Brexit risk to Northern Ireland peace, warns Kofi Annan
The former Secretary General of the United Nations has warned that Brexit poses a threat to peace in Northern Ireland.
Kofi Annan said the Good Friday Agreement was "painstakingly achieved after complex negotiations" and involved compromises on all sides as he insisted it must be protected.
Mr Annan said the Agreement has helped secure peace in Northern Ireland for the past two decades and it will be under threat should a hard border be introduced when the UK leaves the EU.
"Amid the wider political and economic uncertainty caused by Brexit, all stakeholders should place the preservation of peace and security as a high priority," he added.
Mr Annan was speaking on behalf of The Elders - an independent group of retired, experienced global leaders originally brought together by Nelson Mandela - who work together to support conflict resolution.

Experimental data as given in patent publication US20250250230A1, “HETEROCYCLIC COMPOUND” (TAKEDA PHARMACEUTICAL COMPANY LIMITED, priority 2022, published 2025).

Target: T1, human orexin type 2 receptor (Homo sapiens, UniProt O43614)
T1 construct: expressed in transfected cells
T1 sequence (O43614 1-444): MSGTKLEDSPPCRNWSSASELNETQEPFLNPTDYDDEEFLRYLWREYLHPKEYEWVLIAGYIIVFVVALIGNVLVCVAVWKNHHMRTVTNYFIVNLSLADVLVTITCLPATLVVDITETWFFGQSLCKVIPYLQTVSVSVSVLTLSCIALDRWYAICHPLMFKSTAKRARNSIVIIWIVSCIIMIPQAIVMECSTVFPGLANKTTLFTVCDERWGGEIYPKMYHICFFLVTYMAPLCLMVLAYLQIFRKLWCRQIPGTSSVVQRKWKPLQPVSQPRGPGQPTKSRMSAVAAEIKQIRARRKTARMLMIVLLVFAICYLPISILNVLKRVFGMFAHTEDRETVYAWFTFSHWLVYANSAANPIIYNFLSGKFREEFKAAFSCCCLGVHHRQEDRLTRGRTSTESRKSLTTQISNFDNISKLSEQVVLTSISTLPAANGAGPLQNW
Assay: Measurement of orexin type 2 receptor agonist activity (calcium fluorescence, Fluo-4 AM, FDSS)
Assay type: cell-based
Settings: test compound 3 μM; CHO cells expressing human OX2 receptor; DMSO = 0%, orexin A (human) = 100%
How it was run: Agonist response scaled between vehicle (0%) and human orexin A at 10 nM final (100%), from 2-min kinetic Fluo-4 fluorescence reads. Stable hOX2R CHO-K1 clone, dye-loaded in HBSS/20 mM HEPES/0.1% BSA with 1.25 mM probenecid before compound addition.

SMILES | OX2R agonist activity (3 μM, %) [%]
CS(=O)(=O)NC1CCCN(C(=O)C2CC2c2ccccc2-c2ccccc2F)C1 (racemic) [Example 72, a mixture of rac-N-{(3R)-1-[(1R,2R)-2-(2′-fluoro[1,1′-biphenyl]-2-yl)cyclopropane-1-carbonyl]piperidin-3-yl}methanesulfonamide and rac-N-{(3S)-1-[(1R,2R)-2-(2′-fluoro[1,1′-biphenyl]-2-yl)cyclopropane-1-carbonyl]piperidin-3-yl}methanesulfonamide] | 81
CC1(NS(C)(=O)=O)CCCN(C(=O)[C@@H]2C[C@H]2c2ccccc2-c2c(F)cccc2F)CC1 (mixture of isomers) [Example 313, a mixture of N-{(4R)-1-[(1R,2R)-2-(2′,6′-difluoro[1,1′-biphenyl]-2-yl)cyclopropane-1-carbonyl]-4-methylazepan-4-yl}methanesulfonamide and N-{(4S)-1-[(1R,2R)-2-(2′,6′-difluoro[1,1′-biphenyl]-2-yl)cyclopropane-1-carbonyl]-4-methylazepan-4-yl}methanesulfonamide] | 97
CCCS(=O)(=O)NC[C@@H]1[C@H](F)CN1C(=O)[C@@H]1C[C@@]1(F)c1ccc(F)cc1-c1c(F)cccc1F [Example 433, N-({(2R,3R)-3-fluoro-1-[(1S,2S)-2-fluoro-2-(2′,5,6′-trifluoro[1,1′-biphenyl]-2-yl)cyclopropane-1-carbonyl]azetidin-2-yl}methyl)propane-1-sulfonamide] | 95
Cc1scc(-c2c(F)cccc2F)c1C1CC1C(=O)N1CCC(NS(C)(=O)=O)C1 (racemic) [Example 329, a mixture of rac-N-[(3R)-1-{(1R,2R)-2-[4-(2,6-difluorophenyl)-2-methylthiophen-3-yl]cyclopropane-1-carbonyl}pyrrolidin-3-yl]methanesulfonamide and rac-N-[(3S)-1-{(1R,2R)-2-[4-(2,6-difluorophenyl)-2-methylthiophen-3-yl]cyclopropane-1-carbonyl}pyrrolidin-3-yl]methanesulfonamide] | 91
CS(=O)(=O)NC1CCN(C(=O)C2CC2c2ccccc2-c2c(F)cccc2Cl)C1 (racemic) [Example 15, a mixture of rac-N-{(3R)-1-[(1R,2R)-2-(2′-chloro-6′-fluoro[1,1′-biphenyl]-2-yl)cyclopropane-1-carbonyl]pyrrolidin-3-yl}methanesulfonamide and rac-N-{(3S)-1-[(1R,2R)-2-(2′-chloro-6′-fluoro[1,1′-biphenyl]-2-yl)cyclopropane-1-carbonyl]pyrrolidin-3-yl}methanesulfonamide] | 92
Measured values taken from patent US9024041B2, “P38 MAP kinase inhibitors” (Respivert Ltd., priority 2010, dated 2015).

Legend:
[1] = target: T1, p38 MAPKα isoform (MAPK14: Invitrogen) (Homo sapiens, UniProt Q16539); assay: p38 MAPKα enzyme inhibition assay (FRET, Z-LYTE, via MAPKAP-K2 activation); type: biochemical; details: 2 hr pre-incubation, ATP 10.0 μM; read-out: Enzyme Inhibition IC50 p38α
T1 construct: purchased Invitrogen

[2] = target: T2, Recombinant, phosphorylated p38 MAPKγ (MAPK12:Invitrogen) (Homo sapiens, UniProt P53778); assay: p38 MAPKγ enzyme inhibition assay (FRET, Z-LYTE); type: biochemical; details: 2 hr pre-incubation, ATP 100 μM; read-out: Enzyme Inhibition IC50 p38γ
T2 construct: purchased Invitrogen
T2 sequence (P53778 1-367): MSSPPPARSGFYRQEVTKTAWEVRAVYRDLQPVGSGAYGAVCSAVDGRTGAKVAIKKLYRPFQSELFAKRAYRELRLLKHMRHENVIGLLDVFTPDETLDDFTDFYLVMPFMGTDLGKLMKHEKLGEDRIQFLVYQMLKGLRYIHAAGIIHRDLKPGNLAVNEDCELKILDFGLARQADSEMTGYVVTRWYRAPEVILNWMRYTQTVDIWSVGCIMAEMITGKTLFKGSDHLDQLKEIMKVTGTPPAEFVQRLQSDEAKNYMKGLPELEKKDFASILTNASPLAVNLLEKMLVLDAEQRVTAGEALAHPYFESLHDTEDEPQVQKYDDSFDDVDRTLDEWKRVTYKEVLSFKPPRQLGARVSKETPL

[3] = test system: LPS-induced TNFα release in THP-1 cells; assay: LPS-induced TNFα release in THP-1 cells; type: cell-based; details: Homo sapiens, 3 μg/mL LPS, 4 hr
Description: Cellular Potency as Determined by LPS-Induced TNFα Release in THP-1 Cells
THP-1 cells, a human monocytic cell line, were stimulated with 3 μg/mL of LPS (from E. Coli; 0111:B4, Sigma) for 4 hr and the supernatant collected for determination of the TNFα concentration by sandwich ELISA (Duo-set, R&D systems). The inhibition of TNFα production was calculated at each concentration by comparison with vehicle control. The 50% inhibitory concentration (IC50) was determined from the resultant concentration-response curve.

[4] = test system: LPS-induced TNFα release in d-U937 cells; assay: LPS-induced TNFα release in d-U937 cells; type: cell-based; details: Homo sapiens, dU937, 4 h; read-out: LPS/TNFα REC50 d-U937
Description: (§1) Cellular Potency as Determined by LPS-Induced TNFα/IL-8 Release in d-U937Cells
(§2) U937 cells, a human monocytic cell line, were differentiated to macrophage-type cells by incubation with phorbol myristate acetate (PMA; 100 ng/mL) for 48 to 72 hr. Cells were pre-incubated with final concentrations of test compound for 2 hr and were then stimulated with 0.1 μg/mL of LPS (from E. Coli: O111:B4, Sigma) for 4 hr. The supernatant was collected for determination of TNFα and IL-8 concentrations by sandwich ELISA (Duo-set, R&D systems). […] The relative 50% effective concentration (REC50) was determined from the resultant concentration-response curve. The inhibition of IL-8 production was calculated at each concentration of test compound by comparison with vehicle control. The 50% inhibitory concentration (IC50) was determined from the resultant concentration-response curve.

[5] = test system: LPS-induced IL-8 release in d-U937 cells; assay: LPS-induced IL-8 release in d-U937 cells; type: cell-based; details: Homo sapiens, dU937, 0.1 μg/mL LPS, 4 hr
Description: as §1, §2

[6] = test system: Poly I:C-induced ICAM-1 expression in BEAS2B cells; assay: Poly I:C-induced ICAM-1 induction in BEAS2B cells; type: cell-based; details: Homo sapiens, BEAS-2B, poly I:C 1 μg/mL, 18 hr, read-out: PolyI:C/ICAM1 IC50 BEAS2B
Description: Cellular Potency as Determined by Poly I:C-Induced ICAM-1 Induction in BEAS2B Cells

They said any imposition of a "hard border" as part of the Brexit process would "seriously undermine the Agreement".
Mary Robinson, the former president of Ireland and a member of the group, said: "Peace in Northern Ireland was hard-won and needs to be protected.
"The Elders welcome the assertion by UK Prime Minister Theresa May of the paramountcy of the Good Friday Agreement, and the importance of ensuring that nothing should be done to allow the reimposition of a hard border.
"All governments and parties in all parts of the UK and Ireland must work to make this promise a reality."
The group's comments come as the June deadline for "significant and measurable" progress on the Irish border issue appears on the horizon.
Brexit sources say nothing of any positive consequence has been forthcoming so far from the British side on any solution to prevent a hard border.